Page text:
Configure BGP for Azure ExpressRoute

Before you begin, ensure you have completed the steps outlined in Add an Azure ExpressRoute Connection to a Cloud Router.

Gather information from the PacketFabric portal

You will be asked to provide the following information:

  • Cloud Router ASN: This is the ASN you set for the PacketFabric Cloud Router. You can find this on the Cloud Router details page.

  • Private peering VLAN ID: You can find this in the BGP settings for the connection.

    To view the BGP settings, click Configure BGP after the Cloud Router connection finishes provisioning:

    Screenshot of the Configure button in the PacketFabric portal

  • IPv4 Primary subnet: If you provisioned the connection with a public IP address, this field is supplied. You will need this address if you are configuring Microsoft peering in the Azure portal.

Set up peering

Peering notes and limitations

Each ExpressRoute circuit comes with 4 possible peerings: primary + secondary Private peering, and primary + secondary Microsoft peering (public peering). At this time, we do not support using all 4 peerings from the same ExpressRoute circuit on a single Cloud Router.

On a single Cloud Router, you can have:

  • Primary + secondary Private peering

    OR

  • Primary + secondary Microsoft peering

You cannot have a combination of Private and Microsoft peering on the same Cloud Router, if those peerings are on the same ExpressRoute circuit.

If you want to have both Private and Microsoft peering on the same Cloud Router, you will need to create two separate ExpressRoute circuits.

With regards to Microsoft peering:

  • Ensure you are provisioning the connection on a Cloud Router with ASN 4556. You can use a private ASN, but that requires additional verification from Microsoft.
  • Before you can complete the Microsoft peering in the Azure portal, you need to have two Cloud Router connections (each with a public IP) provisioned. This is necessary to get the primary and secondary IPv4 subnet addresses.

Private peering

From the Azure portal, refresh the ExpressRoute circuit overview page. The provider status should update to the Provisioned status:

screenshot of the expressroute circuit provider status

Click Azure private to configure a private connection to your Azure VNet.

screenshot of azure peering

Select Enable peering and then complete the following fields:

  • Row

    • Field
    • Description
  • Row

    • Peer ASN

    • Enter the ASN you set for your PacketFabric Cloud Router.

      Note that ASNs from 65515 to 65520 are reserved for Microsoft’s internal use.

  • Row

    • IPv4 Primary subnet
    • This is a /30 subnet for your primary link. It can be a public or private IP address range, but it cannot be a range that is already being used in your Azure VNet.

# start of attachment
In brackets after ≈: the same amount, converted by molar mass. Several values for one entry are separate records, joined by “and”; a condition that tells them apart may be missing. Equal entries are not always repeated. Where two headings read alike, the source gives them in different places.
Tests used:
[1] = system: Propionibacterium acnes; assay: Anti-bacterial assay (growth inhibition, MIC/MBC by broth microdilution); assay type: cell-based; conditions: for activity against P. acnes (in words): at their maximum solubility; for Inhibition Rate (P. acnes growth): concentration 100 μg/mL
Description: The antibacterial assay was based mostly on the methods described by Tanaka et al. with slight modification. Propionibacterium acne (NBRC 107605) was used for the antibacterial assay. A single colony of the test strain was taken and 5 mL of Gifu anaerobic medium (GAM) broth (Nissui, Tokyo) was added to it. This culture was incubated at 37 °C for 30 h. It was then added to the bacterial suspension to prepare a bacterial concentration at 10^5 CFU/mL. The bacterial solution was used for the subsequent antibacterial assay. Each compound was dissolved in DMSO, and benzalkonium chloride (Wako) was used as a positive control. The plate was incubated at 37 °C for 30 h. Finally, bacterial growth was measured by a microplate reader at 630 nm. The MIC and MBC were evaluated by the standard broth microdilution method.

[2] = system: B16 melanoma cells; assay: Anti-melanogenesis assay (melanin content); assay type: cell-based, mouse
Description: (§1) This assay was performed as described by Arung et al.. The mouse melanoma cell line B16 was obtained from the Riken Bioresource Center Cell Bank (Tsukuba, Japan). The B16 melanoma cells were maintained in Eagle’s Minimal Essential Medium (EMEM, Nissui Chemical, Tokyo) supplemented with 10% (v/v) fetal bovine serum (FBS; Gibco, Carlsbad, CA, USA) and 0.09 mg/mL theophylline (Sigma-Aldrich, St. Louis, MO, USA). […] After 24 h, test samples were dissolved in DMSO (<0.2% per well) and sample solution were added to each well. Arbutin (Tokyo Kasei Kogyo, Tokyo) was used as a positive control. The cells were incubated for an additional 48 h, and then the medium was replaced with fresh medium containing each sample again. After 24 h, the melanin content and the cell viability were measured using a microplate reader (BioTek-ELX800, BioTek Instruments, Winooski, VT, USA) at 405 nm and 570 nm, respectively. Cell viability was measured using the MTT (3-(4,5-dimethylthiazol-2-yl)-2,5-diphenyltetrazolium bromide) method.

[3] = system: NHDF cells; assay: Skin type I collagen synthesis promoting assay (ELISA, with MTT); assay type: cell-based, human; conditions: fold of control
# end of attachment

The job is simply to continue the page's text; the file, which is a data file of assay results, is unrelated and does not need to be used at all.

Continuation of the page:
• Row

    • IPv4 Secondary subnet
    • This is another /30 subnet. It follows the same rules as the primary subnet, but is used with your secondary link.
  • Row

    • VLAN ID
    • This is the Private peering VLAN ID found on the PacketFabric BGP Settings page for the connection.
  • Row

    • Shared key
    • An optional MD5 hash. This must be present on both sides of the tunnel and is limited to 25 characters. Special characters are not supported.

For example:

screenshot of azure peering filled out

For more information, see the following Microsoft articles:

Microsoft peering

NOTE:

  • The connections should be on a Cloud Router with ASN 4556 or another public ASN. You can use a private ASN, but that requires additional verification from Microsoft (meaning additional delays).

  • To use Microsoft peering, ensure that you have provisioned your Cloud Router connection with a public IP address.

  • Before you can complete the Microsoft peering in the Azure portal, you need to have two Cloud Router connections (each with a public IP) provisioned. This is necessary to get the primary and secondary IPv4 subnet addresses.

Set up Microsoft peering if you are using Microsoft 365 or Office 365 and would like to provide on-premises users with a dedicated connection. Microsoft 365 apps still require public internet endpoints.

screenshot of microsoft peering

Select Enable peering and then complete the following fields:

  • Row
    • Field
    • Description
  • Row
    • ASN

    • Enter the ASN you set for your PacketFabric Cloud Router. Microsoft expects a public ASN here, so ideally you created your Cloud Router with the PacketFabric public ASN 4556.

      You can use a private ASN, but Microsoft will need to manually validate it before use. Microsoft will also remove private ASNs from the AS PATH for received prefixes. This means you cannot optimize routing for Microsoft peering.

      As mentioned above, you cannot use private AS numbers from 65515 to 65520. These are reserved for Microsoft’s internal use.

  • Row
    • IPv4 Primary subnet
    • This is a /30 subnet for your primary link. You can get this from the BGP settings page in the PacketFabric portal (see above).
  • Row
    • IPv4 Secondary subnet

    • This is another /30 subnet. Again, you can get this from the BGP settings page in the PacketFabric portal (see above).

      Note that this requires that you create a second Cloud Router connection using the same service key, again requesting a public IP address.

  • Row
    • IPv4 Advertised public prefixes